Video: FDR's lessons for the presidency

By Newsweek, special contributor to "Hardball"

On “Hardball” Thursday night, Chris Matthews and I talked about leadership and Franklin Roosevelt. In my new book, “THE DEFINING MOMENT: FDR’s Hundred Days and the Triumph of Hope,”  I argue that FDR’s astonishing leadership saved both capitalism and democracy in a few short weeks in 1933. Will we see his likes again? My argument is that we will—that in the same way FDR was considered a “lightweight” before becoming president, someone else will come along with unrecognized leadership abilities that help us confront modern-day problems. Here are the three things to look for as we try to identify that person:

Everyone claims to have vision, but few do. Without it, as FDR said in his famous inaugural address, quoting Scripture, “the people perish.” Roosevelt did not make detailed long-term plans. He improvised and relied on instinct to the point that some critics found him feckless. None of the particulars of his New Deal programs mattered much to him, a lesson many later liberals never understood. But he always had an overall sense of direction, in his case, a progressive direction. If his vision could be summed up in one word, it would be “security”—“not only physical security but economic security, social security, moral security.”

It’s obviously essential to be able to communicate one’s vision, and the person who does it best has the best chance of being elected president. Once in the office, it’s an ongoing requirement. Great communicators like FDR are skilled at both reading prepared speeches and speaking off-the-cuff. The “Fireside Chats” were revolutionary in 1933—the first time in human history that a leader, with the help of technology (radio), addressed his people as individuals, not a crowd. He pioneered the conversation tone we now take for granted. The response to the first radio speech was so overwhelming that FDR had to hire 50 people to answer the mail. (Herbert Hoover had needed just one). The good news for would-be leaders is that improving one’s reading of prepared texts can be learned. John F. Kennedy, for instance, began the 1960 campaign as a not-terribly-good speaker. Bill Clinton bombed at the 1988 convention, just four years before being elected. Extemporaneous skills are more in-born. FDR, who held two press conferences a week, was obviously a master here as well.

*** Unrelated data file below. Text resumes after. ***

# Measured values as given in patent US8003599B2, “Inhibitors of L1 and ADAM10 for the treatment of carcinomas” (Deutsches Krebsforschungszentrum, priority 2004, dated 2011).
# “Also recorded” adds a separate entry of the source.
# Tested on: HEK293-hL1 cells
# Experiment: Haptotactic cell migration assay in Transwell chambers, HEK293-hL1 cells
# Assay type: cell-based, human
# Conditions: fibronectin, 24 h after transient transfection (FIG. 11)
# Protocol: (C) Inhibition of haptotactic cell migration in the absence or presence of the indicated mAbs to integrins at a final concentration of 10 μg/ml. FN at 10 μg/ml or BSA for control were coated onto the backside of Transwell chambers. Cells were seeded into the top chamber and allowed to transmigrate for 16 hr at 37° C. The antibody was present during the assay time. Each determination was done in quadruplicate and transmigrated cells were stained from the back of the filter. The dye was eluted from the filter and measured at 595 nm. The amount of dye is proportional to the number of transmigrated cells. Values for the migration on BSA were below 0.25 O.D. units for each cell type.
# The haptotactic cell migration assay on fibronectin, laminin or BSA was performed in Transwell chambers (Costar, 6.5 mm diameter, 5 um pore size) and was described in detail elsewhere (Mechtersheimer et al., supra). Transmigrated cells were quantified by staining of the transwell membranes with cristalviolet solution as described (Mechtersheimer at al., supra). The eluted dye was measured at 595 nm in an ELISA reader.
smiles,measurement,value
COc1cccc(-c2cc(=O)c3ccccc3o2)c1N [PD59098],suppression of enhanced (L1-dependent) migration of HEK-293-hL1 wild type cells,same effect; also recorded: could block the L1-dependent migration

A great vision and good communications aren’t enough. Effective leaders must execute their vision. That takes not just experience and knowledge but a commitment to the highest standards of performance. If a leader puts loyalty ahead of performance, he will fail every time. If he reacts defensively to criticism rather than making mid-course corrections, he will fail. FDR had both great knowledge about how government works (from his World War I days as a bureaucrat at the navy department) and a supple, open-minded temperament that kept him flexible and responsive. “Second-class intellect, first-class temperament,” was how Oliver Wendell Holmes famously described him.

My own feeling is that President Bush has two out of three of the above. He has a vision, whether one likes it or not, and he has communicated it well, particularly in the days after 9/11. But Bush has had great trouble executing it. This is not unusual. In any business or non-profit, it’s extremely rare to find leaders who excel at all three. If they do, like Franklin Delano Roosevelt, they will be successful, even if they don’t immediately solve every problem. The United States didn’t emerge from the Depression until World War II, seven years after FDR came to office. But his mastery of vision, communications and execution were such that he restored hope and earned a place as one of the greatest leaders of all time.

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